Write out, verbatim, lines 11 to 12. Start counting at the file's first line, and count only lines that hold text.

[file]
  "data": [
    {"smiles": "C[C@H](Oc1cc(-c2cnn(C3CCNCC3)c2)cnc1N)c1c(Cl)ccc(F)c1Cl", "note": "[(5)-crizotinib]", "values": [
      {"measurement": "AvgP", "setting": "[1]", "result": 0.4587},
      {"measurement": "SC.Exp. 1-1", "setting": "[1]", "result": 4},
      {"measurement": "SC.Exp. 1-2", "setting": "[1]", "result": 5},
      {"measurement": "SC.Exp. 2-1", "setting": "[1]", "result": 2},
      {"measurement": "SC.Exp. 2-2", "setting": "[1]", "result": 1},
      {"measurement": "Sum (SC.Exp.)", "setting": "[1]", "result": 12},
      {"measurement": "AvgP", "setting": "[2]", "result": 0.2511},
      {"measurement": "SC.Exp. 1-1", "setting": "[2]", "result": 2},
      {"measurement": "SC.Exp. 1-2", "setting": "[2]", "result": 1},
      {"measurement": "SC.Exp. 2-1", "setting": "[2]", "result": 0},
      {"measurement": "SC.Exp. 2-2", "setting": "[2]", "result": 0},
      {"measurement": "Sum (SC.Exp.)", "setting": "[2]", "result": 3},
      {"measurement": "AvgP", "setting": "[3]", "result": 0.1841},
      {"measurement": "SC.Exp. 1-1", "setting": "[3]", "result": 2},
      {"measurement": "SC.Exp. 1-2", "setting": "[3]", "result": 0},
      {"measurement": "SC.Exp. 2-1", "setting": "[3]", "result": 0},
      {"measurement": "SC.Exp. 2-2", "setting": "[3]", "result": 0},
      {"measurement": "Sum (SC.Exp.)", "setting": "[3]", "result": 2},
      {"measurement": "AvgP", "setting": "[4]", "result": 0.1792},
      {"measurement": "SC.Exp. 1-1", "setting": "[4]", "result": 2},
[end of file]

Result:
      {"measurement": "SC.Exp. 1-2", "setting": "[2]", "result": 1},
      {"measurement": "SC.Exp. 2-1", "setting": "[2]", "result": 0},